In this week’s article, we discuss the recent decision in Lovett v. Omni Hotels Management Corporation, 2016 WL 777781 (N.D. Cal. 2016) in which a guest of Omni’s San Francisco Hotel “Suffered a terrible injury to her left eye…when she took advantage of the ‘Get Fit Kit’-a duffel bag with small exercise equipment suitable for in-room exercises. Included in the kit was a Xering…which comprises a ring-shaped elastic band, intended for lower body exercises. The kit did not include any instructions explaining how to use the elastic band…As Lovett pulled the ban towards her hips, her feet came off the ground. Suddenly, the ring slipped off the bottom of her feet, forcing her hand back towards her face and into her eye. The impact caused her irreparable eye damage”.
Terror Targets Update
In Arango, Yeginsu & Hubbard, Vast Purge in Turkey as Thousands Are Detained in Post-Coup Backlash, nytimes.com (7/18/2016) it was noted that “The Turkish government’s crackdown after a military coup attempt widened into a sweeping purge on Monday, cutting a swath through the security services reaching deeply into the government bureaucracy and the political and business classes…nearly 18,000 in all, including 6,000 members of the military, almost 9,000 police officers, as many as 3,000 judges, 30 governors and one-third of all generals and admirals”.
In McCarthy, FAA Bans Turkey Flights; Cruise Lines Avoid Nice, travelmarketreport.com (6/18/2016) it was noted that, one day after an attempted coup by the nation’s military, the Federal Aviation Administration (FAA) banned all flights into and out of Turkey for U.S. aircraft due to security concerns”
In Three people killed, dozens wounded in Turkey car bomb attack, eturbonews.com (7/9/2016) it was noted that “At least three people have lost their lives and more than three dozen sustained injuries in a bomb attack of a military outpost followed by shooting in Turkey’s southeastern province of Mardin …The attack came a day after Turkish troops killed 19 Kurdistan Workers’ Party (PKK) militants during clashes elsewhere in the mainly Kurdish area”.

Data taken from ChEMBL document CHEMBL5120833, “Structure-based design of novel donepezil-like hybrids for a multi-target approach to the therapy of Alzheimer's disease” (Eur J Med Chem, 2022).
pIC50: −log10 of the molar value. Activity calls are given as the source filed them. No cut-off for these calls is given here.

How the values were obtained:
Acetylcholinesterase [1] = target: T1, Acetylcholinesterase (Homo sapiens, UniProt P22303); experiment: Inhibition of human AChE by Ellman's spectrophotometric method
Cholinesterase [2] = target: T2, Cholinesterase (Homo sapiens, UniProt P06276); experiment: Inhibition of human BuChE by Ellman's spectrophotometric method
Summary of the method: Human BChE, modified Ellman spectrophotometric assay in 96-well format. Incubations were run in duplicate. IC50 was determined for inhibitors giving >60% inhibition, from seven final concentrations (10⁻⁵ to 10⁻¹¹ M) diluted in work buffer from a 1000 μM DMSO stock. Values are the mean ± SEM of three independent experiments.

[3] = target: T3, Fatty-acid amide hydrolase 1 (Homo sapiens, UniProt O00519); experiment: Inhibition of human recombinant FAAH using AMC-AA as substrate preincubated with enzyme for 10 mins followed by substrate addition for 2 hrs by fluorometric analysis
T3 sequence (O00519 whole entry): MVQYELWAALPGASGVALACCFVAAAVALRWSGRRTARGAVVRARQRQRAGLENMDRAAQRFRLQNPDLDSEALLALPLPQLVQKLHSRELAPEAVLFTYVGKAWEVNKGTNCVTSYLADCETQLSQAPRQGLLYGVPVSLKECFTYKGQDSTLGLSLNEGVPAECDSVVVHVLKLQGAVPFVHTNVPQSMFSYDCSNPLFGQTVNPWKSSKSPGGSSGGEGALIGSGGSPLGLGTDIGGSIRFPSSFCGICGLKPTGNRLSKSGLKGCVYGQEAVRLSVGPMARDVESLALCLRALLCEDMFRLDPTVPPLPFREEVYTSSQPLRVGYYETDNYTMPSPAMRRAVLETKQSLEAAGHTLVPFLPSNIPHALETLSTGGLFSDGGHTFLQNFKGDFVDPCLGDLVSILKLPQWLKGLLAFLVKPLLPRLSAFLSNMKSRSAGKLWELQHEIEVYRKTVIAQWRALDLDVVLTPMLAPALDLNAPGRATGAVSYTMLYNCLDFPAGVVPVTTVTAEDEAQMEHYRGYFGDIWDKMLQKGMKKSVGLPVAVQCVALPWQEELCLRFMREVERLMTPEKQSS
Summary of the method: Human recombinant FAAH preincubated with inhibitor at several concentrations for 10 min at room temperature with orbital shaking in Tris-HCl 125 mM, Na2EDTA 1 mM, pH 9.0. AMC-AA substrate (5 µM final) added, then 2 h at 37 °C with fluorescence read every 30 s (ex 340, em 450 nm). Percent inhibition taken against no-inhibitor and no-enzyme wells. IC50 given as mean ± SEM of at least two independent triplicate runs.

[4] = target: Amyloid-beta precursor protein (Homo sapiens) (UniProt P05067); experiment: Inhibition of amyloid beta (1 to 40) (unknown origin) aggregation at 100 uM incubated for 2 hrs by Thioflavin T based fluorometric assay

See also: Hubbard & Yeginsu, Turkey Declares 3-Month State of Emergency, nytimes.com (7/20/2016) and Arango, Erdogan Sends a Text Across Turkey, Urging Loyalty, nytimes.com (7/21/2016).
In Breeden, Attacker in Nice Plotted for Months and Had Accomplices, French Prosecutor Says, nytimes.com (7/21/2016) it was noted that “Mohamed Lahouaiej Boyhlel, who killed 84 people in a terrorist attack in Nice, France, last week, planned his assault over several months and got help from at least five people, the Paris prosecutor said on Thursday. However, although the Islamic State called the attacker one of its ‘soldiers’ there is as yet no evidence that he or the suspected accomplices had any direct contact with the terrorist network, the prosecutor, Francois Molins, who handles terrorism investigations in France, said at a news conference in Paris”.
In Rubin & Breeden, Moment of Silence Turns Into Outcry Against Government After Nice Attack, nytimes.com (7/18/2016) it was noted that “The moment of silence on Monday for the victims of Thursday’s attack in Nice ended abruptly as boos ad jeers from the crowd of thousands filling the Promenade des Anglais, where 84 people had been killed. The object of the derision was Prime Minister Manuel Valls, who had arrived flanked by national and local political leaders to pay his respects. Cries of ‘Resign, resign’ swept the crowd when Mr. Valls arrived and as he left”.
In McCarthy, FAA Bans Turkey Flights; Cruise Lines Avoid Nice, travelmarketreport.com (6/18/2016) it was noted that “Cruise lines also have been affected by recent events. A number of lines have decided to stay away from Nice, France after last Thursday’s Bastille Day attack”.
Rio De Janeiro, Brazil
In Romero, Brazil Arrests 10 in Terror Plot as Olympics Near, Officials Say, nytimes.om (7/21/2016) it was noted that “Brazilian authorities arrested 10 members of an Islamist militant group that was organizing terrorist attacks, officials announced Thursday, raining tension around the country just two weeks before the start of the Olympic Games. The Federal Police said in a statement that the suspects belonged to a group called the Defenders of Sharia”.
In Mashal & Nader, ISIS Claims Deadly Bombing at Demonstration in Kabul, Afghanistan, nytimes.com (7/23/2016) it was noted that “The Islamic State claimed a bombing that left at least 80 people dead Saturday at a peaceful demonstration in the Afghan capital of Kabul…The Afghan Interior Ministry, in a statement, said the attack on thousands of Hazaras, an ethnic minority group staging the protest, had been a suicide mission”.